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Design, fabrication and applications of tetrahedral DNA nanostructure-based multifunctional complexes in drug delivery and biomedical treatment


Although organic nanomaterials and inorganic nanoparticles possess inherent flexibility, facilitating functional modification, increased intracellular uptake and controllable drug release, their underlying cytotoxicity and lack of specificity still cause safety concerns. Owing to their merits, which include natural biocompatibility, structural stability, unsurpassed programmability, ease of internalization and editable functionality, tetrahedral DNA nanostructures show promising potential as an alternative vehicle for drug delivery and biomedical treatment. Here, we describe the design, fabrication, purification, characterization and potential biomedical applications of a self-assembling tetrahedral DNA nanostructure (TDN)–based multifunctional delivery system. First, relying on Watson-Crick base pairing, four single DNA strands form a simple and typical pyramid structure via one hybridization step. Then, the protocol details four different modification approaches, including replacing a short sequence of a single DNA strand by an antisense peptide nucleic acid, appending an aptamer to the vertex, direct incubation with small-molecular-weight drugs such as paclitaxel and wogonin and coating with protective agents such as cationic polymers. These modified TDN-based complexes promote the intracellular uptake and biostability of the delivered molecules, and show promise in the fields of targeted therapy, antibacterial and anticancer treatment and tissue regeneration. The entire duration of assembly and characterization depends on the cargo type and modification method, which takes from 2 h to 3 d.

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Fig. 1: Schematic illustration of tetrahedral DNA nanostructure-based delivery systems and their biomedical applications.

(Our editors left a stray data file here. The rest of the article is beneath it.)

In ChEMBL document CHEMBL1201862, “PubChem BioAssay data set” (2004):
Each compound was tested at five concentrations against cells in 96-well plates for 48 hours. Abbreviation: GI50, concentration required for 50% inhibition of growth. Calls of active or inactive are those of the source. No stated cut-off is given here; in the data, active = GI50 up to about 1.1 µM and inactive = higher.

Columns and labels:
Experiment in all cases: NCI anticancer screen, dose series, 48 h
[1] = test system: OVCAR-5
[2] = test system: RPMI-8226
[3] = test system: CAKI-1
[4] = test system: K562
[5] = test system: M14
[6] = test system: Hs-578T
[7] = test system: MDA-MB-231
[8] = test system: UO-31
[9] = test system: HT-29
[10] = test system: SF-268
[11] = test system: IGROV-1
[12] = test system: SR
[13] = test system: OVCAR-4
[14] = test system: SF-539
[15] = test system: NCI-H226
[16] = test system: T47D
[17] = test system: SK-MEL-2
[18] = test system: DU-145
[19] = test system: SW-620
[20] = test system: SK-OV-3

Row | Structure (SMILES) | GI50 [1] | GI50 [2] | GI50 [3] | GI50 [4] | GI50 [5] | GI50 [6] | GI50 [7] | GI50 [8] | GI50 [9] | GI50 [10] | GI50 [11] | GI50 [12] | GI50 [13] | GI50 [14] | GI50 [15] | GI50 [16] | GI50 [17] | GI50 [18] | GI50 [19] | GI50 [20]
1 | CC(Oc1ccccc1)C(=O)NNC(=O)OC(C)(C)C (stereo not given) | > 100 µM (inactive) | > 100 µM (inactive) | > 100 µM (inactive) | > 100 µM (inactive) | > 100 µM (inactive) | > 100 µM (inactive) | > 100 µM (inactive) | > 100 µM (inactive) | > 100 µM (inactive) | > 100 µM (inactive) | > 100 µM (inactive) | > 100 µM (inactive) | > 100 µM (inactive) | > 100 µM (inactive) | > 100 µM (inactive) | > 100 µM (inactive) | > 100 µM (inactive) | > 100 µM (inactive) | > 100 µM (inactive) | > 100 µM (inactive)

Fig. 2: Illustration of the formation of TDNs, asPNA-TDNs and aptamer-modified TDNs.
Fig. 3: Characterization of asPNA-TDNs.
Fig. 4: Characterization of aptamer-modified TDNs.
Fig. 5: Characterization of small-molecular-weight drug-loading TDNs.
Fig. 6: Characterization of PEI/TDNs and PEGylated-protamine/TDNs.
Fig. 7: Biostability analysis of TDNs and aptamer-modified TDNs.
Fig. 8: Bacterial uptake of asPNA-TDNs.
Fig. 9: Aptamer-modified TDNs for cell targeting.
Fig. 10: In vitro biomedical effects of TDN-based delivery complexes.
Fig. 11: In vivo biomedical applications of TDNs and TDN-based delivery complexes.

Data availability

All data generated in this study can be obtained from the corresponding author upon reasonable request.


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This study was supported by the National Key R&D Program of China (2019YFA0110600) and the National Natural Science Foundation of China (81970916, 81671031 and 81800947).

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Authors and Affiliations



Y.L. supervised and conceived the research. T.T., W.M., Y.Z., N.L., S.S., Q.L., X.X., Q.Z., S.L., M.L. and Y.G. designed the TDN-based delivery systems and completed the corresponding experiments. T.Z., T.T., S.L., R.Z., X.C. and Y.L. interpreted data and wrote the manuscript.

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Correspondence to Yunfeng Lin.

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Peer review information Nature Protocols thanks Yonggang Ke and the other, anonymous, reviewer(s) for their contribution to the peer review of this work.

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Key references using this protocol

Ma, W. et al. Nano Lett. 19, 4505–4517 (2019):

Zhang, Y. et al. Nano Lett. 18, 5652–5659 (2018):

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Zhang, T., Tian, T., Zhou, R. et al. Design, fabrication and applications of tetrahedral DNA nanostructure-based multifunctional complexes in drug delivery and biomedical treatment. Nat Protoc 15, 2728–2757 (2020).

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